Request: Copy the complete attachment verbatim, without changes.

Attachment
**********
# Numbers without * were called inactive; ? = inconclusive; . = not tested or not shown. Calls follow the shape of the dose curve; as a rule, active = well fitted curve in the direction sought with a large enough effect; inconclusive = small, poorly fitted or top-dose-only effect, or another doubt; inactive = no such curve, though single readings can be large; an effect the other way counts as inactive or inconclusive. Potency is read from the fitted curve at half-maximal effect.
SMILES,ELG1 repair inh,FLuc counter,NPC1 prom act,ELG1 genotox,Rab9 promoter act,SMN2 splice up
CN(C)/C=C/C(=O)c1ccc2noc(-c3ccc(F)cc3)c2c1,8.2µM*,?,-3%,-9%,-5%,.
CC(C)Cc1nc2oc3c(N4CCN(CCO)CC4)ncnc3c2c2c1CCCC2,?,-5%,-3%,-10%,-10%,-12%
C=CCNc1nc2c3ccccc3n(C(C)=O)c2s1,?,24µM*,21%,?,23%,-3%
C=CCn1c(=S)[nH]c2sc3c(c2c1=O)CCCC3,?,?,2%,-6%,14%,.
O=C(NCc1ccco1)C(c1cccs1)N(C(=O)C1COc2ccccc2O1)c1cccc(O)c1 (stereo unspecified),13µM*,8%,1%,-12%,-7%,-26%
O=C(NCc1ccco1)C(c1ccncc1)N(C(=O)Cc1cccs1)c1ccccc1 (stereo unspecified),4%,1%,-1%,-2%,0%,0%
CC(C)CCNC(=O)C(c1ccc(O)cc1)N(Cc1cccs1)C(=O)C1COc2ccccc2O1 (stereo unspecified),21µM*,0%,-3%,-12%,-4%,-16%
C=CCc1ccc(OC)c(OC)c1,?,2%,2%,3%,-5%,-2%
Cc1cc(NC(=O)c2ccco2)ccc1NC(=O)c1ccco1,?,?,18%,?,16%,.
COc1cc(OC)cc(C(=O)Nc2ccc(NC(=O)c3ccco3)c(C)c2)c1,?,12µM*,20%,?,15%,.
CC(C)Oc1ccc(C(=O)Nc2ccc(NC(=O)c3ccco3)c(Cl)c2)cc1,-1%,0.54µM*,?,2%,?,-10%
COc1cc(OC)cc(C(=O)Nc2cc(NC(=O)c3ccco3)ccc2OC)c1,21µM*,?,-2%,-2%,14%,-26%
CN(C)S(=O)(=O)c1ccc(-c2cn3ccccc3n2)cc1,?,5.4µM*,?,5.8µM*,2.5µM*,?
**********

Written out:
# Numbers without * were called inactive; ? = inconclusive; . = not tested or not shown. Calls follow the shape of the dose curve; as a rule, active = well fitted curve in the direction sought with a large enough effect; inconclusive = small, poorly fitted or top-dose-only effect, or another doubt; inactive = no such curve, though single readings can be large; an effect the other way counts as inactive or inconclusive. Potency is read from the fitted curve at half-maximal effect.
SMILES,ELG1 repair inh,FLuc counter,NPC1 prom act,ELG1 genotox,Rab9 promoter act,SMN2 splice up
CN(C)/C=C/C(=O)c1ccc2noc(-c3ccc(F)cc3)c2c1,8.2µM*,?,-3%,-9%,-5%,.
CC(C)Cc1nc2oc3c(N4CCN(CCO)CC4)ncnc3c2c2c1CCCC2,?,-5%,-3%,-10%,-10%,-12%
C=CCNc1nc2c3ccccc3n(C(C)=O)c2s1,?,24µM*,21%,?,23%,-3%
C=CCn1c(=S)[nH]c2sc3c(c2c1=O)CCCC3,?,?,2%,-6%,14%,.
O=C(NCc1ccco1)C(c1cccs1)N(C(=O)C1COc2ccccc2O1)c1cccc(O)c1 (stereo unspecified),13µM*,8%,1%,-12%,-7%,-26%
O=C(NCc1ccco1)C(c1ccncc1)N(C(=O)Cc1cccs1)c1ccccc1 (stereo unspecified),4%,1%,-1%,-2%,0%,0%
CC(C)CCNC(=O)C(c1ccc(O)cc1)N(Cc1cccs1)C(=O)C1COc2ccccc2O1 (stereo unspecified),21µM*,0%,-3%,-12%,-4%,-16%
C=CCc1ccc(OC)c(OC)c1,?,2%,2%,3%,-5%,-2%
Cc1cc(NC(=O)c2ccco2)ccc1NC(=O)c1ccco1,?,?,18%,?,16%,.
COc1cc(OC)cc(C(=O)Nc2ccc(NC(=O)c3ccco3)c(C)c2)c1,?,12µM*,20%,?,15%,.
CC(C)Oc1ccc(C(=O)Nc2ccc(NC(=O)c3ccco3)c(Cl)c2)cc1,-1%,0.54µM*,?,2%,?,-10%
COc1cc(OC)cc(C(=O)Nc2cc(NC(=O)c3ccco3)ccc2OC)c1,21µM*,?,-2%,-2%,14%,-26%
CN(C)S(=O)(=O)c1ccc(-c2cn3ccccc3n2)cc1,?,5.4µM*,?,5.8µM*,2.5µM*,?